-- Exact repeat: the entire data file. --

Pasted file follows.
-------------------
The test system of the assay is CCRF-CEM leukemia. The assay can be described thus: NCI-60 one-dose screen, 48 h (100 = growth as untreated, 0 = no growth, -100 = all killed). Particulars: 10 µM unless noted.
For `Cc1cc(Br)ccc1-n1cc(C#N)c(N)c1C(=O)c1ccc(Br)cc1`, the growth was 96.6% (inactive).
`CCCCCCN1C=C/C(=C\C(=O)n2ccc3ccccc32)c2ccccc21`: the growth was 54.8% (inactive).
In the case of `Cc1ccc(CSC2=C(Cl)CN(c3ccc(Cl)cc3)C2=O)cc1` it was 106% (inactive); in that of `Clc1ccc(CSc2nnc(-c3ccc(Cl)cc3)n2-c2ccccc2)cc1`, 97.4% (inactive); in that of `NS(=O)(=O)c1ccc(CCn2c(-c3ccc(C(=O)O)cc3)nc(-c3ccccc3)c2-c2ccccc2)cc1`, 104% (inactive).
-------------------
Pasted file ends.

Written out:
The test system of the assay is CCRF-CEM leukemia. The assay can be described thus: NCI-60 one-dose screen, 48 h (100 = growth as untreated, 0 = no growth, -100 = all killed). Particulars: 10 µM unless noted.
For `Cc1cc(Br)ccc1-n1cc(C#N)c(N)c1C(=O)c1ccc(Br)cc1`, the growth was 96.6% (inactive).
`CCCCCCN1C=C/C(=C\C(=O)n2ccc3ccccc32)c2ccccc21`: the growth was 54.8% (inactive).
In the case of `Cc1ccc(CSC2=C(Cl)CN(c3ccc(Cl)cc3)C2=O)cc1` it was 106% (inactive); in that of `Clc1ccc(CSc2nnc(-c3ccc(Cl)cc3)n2-c2ccccc2)cc1`, 97.4% (inactive); in that of `NS(=O)(=O)c1ccc(CCn2c(-c3ccc(C(=O)O)cc3)nc(-c3ccccc3)c2-c2ccccc2)cc1`, 104% (inactive).